I’m a big fan of separating my work by space and time. When I’m home, I’m offline from my day work and fully committed to my art. I also have a totally separate desk that’s for art only. It’s set up and optimized for my art-making process. For organization, my Gmail inbox is label heaven; everything has a label and I keep a “to do” label pinned at the top of my inbox. I also am a firm believer in handwritten lists; writing something allows it to pass through your brain in a more actionable and direct way then typing. Post-it notes are forever. I travel about once a month for my production job, usually to go on shoots and direct onsite. It’s often for just a couple days (one time I went to Las Vegas and back twice in one week). The biggest thing I can recommend [for other travelers] is to make yourself mobile. Create a routine that works for you at home, but then adapt it to life on the road. That can take a couple tries and you kind of have to hack away at it, but it’s all about the details and little things. I have skincare routine I stick to every night and morning. When I’m on the go, I can’t bring all my products with me in a carry on, so I spent some time researching travel sized or travel versions of the products I liked. (Also, drink a lot of water. Planes are so dehydrating and hotel heating and cooling systems are drying as well. Your skin will thank you.)

What’s been your biggest career milestone?
I had my first solo show, “sorry if that was too much,” just this past October at Junior High in Los Angeles. I admire and love that place so much; it definitely felt like a milestone. It’s an honor to be given a space to do whatever I want in. Of course, coming out of it I had more and more ideas of what I could have done bigger and better.


How has being a woman affected your professional experience?
As an artist, I’ve been attacked for the work I make that criticizes men. The internet can be a really ugly place. As a producer, I’ve been on sets where men will only address the other men on my team, and mostly pretend as if I’m not there. It’s frustrating and irritating. Unfortunately, I usually find myself ignoring it in the name of professionalism. When I’m with another woman on set, I always make sure I understand their role and address them. In meetings we often ask each other questions by name. It’s little things, but it’s important. (And if you’re a dude and you work with a woman, just gut check yourself now and then.)

What’s the gender ratio like in your industry? Do you see it evolving?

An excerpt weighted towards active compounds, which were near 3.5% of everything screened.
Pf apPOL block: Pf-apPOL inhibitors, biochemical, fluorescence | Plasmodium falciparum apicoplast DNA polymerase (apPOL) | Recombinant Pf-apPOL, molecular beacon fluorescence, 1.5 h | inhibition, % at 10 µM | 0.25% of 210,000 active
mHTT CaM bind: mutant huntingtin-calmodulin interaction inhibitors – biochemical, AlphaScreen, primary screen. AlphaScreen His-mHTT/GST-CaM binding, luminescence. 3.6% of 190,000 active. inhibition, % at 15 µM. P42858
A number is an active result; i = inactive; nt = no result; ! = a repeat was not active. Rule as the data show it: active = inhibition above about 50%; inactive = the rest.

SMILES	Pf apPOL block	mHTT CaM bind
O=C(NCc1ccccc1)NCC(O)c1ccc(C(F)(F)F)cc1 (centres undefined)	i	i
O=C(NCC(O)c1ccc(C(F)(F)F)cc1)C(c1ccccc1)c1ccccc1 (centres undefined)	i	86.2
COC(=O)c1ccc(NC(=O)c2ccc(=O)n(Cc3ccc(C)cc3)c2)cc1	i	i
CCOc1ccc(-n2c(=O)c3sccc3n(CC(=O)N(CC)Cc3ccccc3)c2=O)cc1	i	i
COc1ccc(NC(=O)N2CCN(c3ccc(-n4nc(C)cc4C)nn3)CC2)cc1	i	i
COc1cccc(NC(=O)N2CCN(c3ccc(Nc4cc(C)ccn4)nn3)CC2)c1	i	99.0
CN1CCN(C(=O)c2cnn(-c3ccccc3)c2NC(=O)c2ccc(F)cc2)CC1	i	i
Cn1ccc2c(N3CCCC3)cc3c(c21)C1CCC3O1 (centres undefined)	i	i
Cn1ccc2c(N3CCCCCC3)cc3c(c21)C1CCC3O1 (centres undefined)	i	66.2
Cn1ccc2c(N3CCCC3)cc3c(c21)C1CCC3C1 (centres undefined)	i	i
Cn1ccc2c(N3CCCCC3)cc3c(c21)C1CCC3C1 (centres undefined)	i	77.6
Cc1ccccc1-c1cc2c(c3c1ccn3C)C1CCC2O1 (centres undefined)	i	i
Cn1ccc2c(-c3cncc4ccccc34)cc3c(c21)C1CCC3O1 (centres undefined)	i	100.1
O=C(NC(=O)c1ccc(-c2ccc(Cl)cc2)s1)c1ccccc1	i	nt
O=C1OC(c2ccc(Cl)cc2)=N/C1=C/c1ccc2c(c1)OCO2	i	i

The production industry is heavily male, as is the art world (especially photography). It is evolving and changing; I definitely sense a shift. But in production especially, it can be really hard to break in, and most people in charge are men, making it difficult to rise through the ranks. I respect female filmmakers and producers and camera people so much.

What is one of the biggest obstacles you’ve faced in your work? How’d you overcome it?
Not wanting to make anything. I’m not sure I know entirely how to overcome it. I definitely slip into spirals where I am upset I’m not producing work, which causes me to not produce even further. I think Instagram has unfortunately created a culture in which we have the perception that everyone is constantly creating, when that’s not the case at all. We see people being productive every day and it makes us feel like we can’t be in a rut or even take a break. Showing up is the hardest part. Just showing up and not making anything is totally fine. Even if I sit at my desk and try to write one thing, I feel better than if I didn’t try at all.


Who are some women in your field that you look to for inspiration?
My friends and peers are my biggest inspiration: Grace Miceli, Faye Orlove, Sara Dietschy, Ani Acopain, Mona Palmer and Kelsey of Hello Happy Plants, to name a few. I also am super inspired by Tuesday Bassen for her entrepreneurship, and then Phoebe Bridgers, Mitski and Kacey Musgraves. Lots of musicians keep me going these days.

What does your approach to work-life balance look like?
I have a mentor who always tells me, “Work-life balance isn’t a noun, it’s a verb. It’s something you constantly do.” I love that and think it’s a great reminder for everyone.

Career and/or life advice for other babes?
Be kind to yourself. This is a rough world. Don’t be afraid to cut people out. I promise you don’t need them and you will be fine. Don’t stop creating. Share your work often and ask for feedback. Say how you feel. Be honest. Mentor a younger woman.

Connect with India:

Instagram / Email

This interview has been condensed and edited.